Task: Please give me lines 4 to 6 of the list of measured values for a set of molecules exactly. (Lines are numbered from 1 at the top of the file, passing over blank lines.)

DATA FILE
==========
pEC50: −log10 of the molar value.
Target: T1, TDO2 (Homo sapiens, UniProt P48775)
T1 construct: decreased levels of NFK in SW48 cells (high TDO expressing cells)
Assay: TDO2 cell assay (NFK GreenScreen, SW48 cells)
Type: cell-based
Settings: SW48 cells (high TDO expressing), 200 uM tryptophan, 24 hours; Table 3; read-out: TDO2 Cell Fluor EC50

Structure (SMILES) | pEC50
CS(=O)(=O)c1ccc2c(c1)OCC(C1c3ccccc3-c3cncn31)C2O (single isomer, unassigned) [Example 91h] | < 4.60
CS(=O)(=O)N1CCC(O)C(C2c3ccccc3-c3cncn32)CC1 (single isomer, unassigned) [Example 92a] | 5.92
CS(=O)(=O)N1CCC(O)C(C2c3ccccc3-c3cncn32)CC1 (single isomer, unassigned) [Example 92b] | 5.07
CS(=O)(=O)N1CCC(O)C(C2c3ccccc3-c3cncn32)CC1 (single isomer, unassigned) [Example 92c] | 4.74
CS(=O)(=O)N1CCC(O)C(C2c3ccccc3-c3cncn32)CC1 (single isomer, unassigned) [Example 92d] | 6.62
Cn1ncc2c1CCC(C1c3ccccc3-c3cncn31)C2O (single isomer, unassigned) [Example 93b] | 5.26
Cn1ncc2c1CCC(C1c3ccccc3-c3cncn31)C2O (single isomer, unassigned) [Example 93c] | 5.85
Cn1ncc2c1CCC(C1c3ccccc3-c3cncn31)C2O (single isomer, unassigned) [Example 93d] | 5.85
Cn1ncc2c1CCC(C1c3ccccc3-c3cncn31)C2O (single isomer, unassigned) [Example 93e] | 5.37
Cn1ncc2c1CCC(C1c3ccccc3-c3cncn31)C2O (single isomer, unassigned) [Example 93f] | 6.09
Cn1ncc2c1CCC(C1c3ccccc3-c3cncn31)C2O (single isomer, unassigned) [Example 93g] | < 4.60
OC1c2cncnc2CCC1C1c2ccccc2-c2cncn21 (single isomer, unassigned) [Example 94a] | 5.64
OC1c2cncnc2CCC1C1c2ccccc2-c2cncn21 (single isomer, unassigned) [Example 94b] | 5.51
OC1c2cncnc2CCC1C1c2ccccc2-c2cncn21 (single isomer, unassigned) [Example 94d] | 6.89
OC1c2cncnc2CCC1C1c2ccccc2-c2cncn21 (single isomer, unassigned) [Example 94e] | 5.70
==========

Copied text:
Assay: TDO2 cell assay (NFK GreenScreen, SW48 cells)
Type: cell-based
Settings: SW48 cells (high TDO expressing), 200 uM tryptophan, 24 hours; Table 3; read-out: TDO2 Cell Fluor EC50